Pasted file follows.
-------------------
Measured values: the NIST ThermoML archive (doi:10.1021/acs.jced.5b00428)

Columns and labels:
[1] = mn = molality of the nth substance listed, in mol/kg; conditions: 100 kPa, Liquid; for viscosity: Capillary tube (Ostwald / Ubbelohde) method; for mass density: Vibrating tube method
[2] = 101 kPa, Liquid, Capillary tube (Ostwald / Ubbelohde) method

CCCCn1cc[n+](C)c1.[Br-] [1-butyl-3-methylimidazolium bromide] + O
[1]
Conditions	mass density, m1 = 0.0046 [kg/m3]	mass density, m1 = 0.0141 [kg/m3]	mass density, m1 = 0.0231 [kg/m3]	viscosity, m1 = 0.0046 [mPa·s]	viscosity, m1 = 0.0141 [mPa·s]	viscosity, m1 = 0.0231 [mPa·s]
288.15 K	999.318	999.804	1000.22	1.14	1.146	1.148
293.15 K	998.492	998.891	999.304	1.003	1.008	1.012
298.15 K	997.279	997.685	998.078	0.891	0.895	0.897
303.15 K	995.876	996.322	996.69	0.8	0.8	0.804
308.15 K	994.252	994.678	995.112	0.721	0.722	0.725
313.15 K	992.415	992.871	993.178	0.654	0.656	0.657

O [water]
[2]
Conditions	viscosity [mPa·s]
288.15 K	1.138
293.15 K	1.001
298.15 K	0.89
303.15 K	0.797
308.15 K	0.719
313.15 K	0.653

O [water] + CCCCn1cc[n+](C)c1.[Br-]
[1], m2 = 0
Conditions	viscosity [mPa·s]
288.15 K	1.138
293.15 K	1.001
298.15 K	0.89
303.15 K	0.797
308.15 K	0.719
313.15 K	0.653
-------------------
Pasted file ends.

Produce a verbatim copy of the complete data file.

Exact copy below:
Measured values: the NIST ThermoML archive (doi:10.1021/acs.jced.5b00428)

Columns and labels:
[1] = mn = molality of the nth substance listed, in mol/kg; conditions: 100 kPa, Liquid; for viscosity: Capillary tube (Ostwald / Ubbelohde) method; for mass density: Vibrating tube method
[2] = 101 kPa, Liquid, Capillary tube (Ostwald / Ubbelohde) method

CCCCn1cc[n+](C)c1.[Br-] [1-butyl-3-methylimidazolium bromide] + O
[1]
Conditions	mass density, m1 = 0.0046 [kg/m3]	mass density, m1 = 0.0141 [kg/m3]	mass density, m1 = 0.0231 [kg/m3]	viscosity, m1 = 0.0046 [mPa·s]	viscosity, m1 = 0.0141 [mPa·s]	viscosity, m1 = 0.0231 [mPa·s]
288.15 K	999.318	999.804	1000.22	1.14	1.146	1.148
293.15 K	998.492	998.891	999.304	1.003	1.008	1.012
298.15 K	997.279	997.685	998.078	0.891	0.895	0.897
303.15 K	995.876	996.322	996.69	0.8	0.8	0.804
308.15 K	994.252	994.678	995.112	0.721	0.722	0.725
313.15 K	992.415	992.871	993.178	0.654	0.656	0.657

O [water]
[2]
Conditions	viscosity [mPa·s]
288.15 K	1.138
293.15 K	1.001
298.15 K	0.89
303.15 K	0.797
308.15 K	0.719
313.15 K	0.653

O [water] + CCCCn1cc[n+](C)c1.[Br-]
[1], m2 = 0
Conditions	viscosity [mPa·s]
288.15 K	1.138
293.15 K	1.001
298.15 K	0.89
303.15 K	0.797
308.15 K	0.719
313.15 K	0.653